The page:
By night the situation is turned on its head with the humans perched in their safe havens and the infected swarming the streets, even arriving on rooftops at times, prepared to chase and attack anyone who comes within range, strong in their numbers and the unprecedented violence that animates their movements.
That dynamic has deep roots in a whole range of gameplay aspects: aware of the fact that much of the interiors will be emptied of zombies at night, many of the search and rescue missions, just as many of the secondary activities that contemplate resource gathering, will need to be carried out at night.
This way, Dying Light 2 manages to naturally stimulate the player to abandon the safety of daylight in favor of darkness to get their hands on the best equipment and earn a whole series of extra bonuses that we will activate by carrying out our raids at night, and that will have direct repercussions on unlocking talents.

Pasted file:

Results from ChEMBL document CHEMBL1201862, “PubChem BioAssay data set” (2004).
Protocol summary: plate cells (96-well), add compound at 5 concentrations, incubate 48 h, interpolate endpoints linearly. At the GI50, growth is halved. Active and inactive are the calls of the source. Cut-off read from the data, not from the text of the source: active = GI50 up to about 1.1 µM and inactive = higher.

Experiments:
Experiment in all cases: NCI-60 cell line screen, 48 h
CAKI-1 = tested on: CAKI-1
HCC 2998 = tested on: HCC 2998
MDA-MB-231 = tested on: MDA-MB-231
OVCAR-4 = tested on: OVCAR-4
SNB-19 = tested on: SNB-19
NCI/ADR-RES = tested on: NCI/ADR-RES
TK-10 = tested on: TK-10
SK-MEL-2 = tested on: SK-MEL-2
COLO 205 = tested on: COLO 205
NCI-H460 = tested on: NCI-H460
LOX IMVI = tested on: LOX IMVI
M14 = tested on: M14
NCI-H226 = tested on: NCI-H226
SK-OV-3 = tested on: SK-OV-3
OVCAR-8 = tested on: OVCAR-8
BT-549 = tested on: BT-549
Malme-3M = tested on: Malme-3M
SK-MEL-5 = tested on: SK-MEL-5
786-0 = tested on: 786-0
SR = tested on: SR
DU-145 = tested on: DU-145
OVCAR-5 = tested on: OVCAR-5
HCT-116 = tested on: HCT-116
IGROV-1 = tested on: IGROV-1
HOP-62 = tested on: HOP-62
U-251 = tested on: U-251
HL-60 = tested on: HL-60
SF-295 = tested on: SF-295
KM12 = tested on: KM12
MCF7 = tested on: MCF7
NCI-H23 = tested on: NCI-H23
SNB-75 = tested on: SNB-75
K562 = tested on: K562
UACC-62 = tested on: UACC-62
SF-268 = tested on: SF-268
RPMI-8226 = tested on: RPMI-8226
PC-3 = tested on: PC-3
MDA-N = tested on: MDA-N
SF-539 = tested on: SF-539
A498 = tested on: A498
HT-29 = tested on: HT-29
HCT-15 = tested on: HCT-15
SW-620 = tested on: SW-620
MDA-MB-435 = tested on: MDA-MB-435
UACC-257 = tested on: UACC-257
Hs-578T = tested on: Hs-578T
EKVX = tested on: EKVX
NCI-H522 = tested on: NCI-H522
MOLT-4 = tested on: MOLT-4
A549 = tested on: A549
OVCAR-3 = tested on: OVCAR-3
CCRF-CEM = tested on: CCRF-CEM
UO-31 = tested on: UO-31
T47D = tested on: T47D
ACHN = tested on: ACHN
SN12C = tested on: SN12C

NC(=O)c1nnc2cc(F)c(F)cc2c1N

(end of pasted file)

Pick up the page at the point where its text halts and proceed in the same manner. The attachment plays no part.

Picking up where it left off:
However, going out at night at the same time activates an additional danger due to Aiden’s infection. Indeed, unless irradiated by the sun or ultraviolet light, our immunity will begin to wane and will always be well indicated by an overhead timer.
Once this countdown is over, we will start to lose health until we die. This way, Dying Light 2 succeeds in properly managing our nighttime raids by preventing us from being too thoughtful and forcing us to constantly look around in search of a saving source of light or gadgets and items that can restore some of our immunity.
Precisely speaking of the progression of our avatar, we will have to deal with two different areas of enhancement. On the one hand, fairly classic equipment management contemplates the usual sampler of weapons, apparel, Consumables and throwing items, with lots of level and rarity.
Nor is there any lack of traditional crafting with blueprints to be purchased and the resulting products that can be created, providing you have the necessary reagents. Then there are 2 peculiarities that we personally appreciated, but that will probably cause discussion: that our general level will determine that of the items we can find and buy.